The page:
See below link for an interesting article from Time magazine in 1965, praising Castello Branco and his Minister of Economic Planning, Roberto de Oliveira Campos’ economic reforms which entailed eliminating of government subsidies, ending wage hikes, increasing foreign direct investment in the country and gaining the aid and support of the World Bank, IMF and the US.
1967-1969 – Artur da Costa e Silva
– Institutional Act #5: suspends habeas corpus, shuts down branches of government other than the executive, declares nationwide state of siege
– 1969 – US Ambassador to Brazil kidnapped, rebels demand release of imprisoned dissidents, increase in protests leads to greater measures of counter-insurgency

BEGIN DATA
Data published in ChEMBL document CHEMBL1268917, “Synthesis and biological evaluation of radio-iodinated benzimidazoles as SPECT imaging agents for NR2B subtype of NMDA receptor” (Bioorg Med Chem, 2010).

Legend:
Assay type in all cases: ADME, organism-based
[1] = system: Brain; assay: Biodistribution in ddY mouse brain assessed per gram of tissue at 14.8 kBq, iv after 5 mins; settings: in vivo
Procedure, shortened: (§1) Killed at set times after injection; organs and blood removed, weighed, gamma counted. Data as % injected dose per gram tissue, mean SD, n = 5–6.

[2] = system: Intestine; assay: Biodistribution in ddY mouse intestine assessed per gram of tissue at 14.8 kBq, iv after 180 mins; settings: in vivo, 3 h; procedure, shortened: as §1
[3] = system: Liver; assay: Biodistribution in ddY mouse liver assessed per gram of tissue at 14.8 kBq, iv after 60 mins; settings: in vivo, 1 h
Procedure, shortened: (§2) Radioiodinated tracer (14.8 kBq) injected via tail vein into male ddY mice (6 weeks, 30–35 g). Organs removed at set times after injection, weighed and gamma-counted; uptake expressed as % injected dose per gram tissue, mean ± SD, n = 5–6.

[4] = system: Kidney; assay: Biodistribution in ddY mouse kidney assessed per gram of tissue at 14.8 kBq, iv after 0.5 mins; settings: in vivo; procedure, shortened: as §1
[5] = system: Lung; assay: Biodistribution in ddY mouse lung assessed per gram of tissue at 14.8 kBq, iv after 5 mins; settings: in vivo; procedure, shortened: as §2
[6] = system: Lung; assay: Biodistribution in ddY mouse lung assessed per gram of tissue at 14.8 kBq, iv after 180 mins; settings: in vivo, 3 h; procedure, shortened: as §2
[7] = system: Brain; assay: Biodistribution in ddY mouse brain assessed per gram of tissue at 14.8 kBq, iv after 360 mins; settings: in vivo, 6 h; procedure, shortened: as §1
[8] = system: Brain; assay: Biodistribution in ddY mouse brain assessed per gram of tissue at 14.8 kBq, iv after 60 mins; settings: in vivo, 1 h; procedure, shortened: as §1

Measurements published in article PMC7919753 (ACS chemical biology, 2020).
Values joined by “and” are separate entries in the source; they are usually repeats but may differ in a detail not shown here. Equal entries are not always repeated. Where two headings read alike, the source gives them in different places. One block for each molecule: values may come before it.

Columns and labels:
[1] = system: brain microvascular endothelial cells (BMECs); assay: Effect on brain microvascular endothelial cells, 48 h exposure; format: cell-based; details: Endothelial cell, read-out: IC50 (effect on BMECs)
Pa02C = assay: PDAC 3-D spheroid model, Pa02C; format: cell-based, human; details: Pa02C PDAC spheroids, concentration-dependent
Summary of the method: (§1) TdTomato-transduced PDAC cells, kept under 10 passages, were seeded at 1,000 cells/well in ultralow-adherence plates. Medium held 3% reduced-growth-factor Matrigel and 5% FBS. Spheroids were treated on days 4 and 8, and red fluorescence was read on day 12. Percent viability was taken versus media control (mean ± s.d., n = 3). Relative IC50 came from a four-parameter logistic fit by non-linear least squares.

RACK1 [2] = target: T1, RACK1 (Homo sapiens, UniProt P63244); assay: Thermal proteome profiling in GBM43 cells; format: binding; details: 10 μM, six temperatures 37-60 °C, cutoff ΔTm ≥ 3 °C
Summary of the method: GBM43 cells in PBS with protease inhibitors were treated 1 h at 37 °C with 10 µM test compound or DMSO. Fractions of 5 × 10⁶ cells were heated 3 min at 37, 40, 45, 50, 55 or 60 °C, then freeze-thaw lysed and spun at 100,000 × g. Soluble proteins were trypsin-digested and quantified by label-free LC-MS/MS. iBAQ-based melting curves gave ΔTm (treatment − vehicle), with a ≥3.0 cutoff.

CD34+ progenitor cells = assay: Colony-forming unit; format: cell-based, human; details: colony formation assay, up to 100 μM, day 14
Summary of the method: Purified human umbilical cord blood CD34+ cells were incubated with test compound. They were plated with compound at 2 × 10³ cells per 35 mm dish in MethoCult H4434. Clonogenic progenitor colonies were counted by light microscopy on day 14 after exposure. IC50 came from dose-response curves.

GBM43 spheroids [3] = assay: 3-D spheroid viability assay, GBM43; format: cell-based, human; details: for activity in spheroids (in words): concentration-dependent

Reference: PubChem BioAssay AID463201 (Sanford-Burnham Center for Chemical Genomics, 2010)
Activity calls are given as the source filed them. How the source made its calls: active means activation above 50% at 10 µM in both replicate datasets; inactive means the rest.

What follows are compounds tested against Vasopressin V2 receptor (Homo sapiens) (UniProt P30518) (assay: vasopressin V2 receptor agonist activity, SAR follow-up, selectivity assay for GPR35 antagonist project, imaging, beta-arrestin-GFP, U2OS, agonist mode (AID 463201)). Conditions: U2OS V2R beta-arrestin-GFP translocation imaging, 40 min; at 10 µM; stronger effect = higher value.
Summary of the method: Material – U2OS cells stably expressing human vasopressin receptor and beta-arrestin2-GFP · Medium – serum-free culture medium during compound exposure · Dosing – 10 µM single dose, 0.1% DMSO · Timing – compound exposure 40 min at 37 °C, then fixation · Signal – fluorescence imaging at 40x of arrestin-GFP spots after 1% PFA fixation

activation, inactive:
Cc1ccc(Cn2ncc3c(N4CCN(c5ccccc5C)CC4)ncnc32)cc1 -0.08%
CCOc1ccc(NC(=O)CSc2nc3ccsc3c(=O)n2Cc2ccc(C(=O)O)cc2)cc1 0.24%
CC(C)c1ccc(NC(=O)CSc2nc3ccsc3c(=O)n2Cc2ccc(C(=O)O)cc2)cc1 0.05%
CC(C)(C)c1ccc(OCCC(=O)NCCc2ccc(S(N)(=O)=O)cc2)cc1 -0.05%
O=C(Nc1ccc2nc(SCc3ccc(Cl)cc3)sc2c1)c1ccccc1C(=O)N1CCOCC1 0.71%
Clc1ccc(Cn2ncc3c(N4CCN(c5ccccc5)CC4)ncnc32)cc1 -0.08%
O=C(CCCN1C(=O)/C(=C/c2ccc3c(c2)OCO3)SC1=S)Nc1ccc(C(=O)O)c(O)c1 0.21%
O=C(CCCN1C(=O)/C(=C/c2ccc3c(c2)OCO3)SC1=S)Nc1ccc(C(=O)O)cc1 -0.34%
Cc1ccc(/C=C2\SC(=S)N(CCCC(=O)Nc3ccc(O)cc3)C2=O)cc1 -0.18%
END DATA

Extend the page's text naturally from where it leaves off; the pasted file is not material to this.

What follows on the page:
– avid recruiting of foreign investment, repression of labor unions (i.e. authoritarian regime used to carry out its harsh/rapid/unpopular version of economic development)
1969-1974 – Emílio Garrastazu Médici
– by the end of 1970, minimum wage so low, Brazilian workers with their wages tied to it lost 50% of purchasing power compared to 1960
– Brazil broadens its international presence
– Time of great economic growth – the Brazilian Miracle (1968-1973); GDP growth up to 11% annually
– Greatest human rights abuses – persecution and torture of dissidents, harassment of journalists, and press censorship
- Perpetrators of human rights abuses have not yet been brought to justice, and current presidents have taken much less action than in neighboring countries such as Chile and Argentina
1974-1979 – General Ernesto Geisel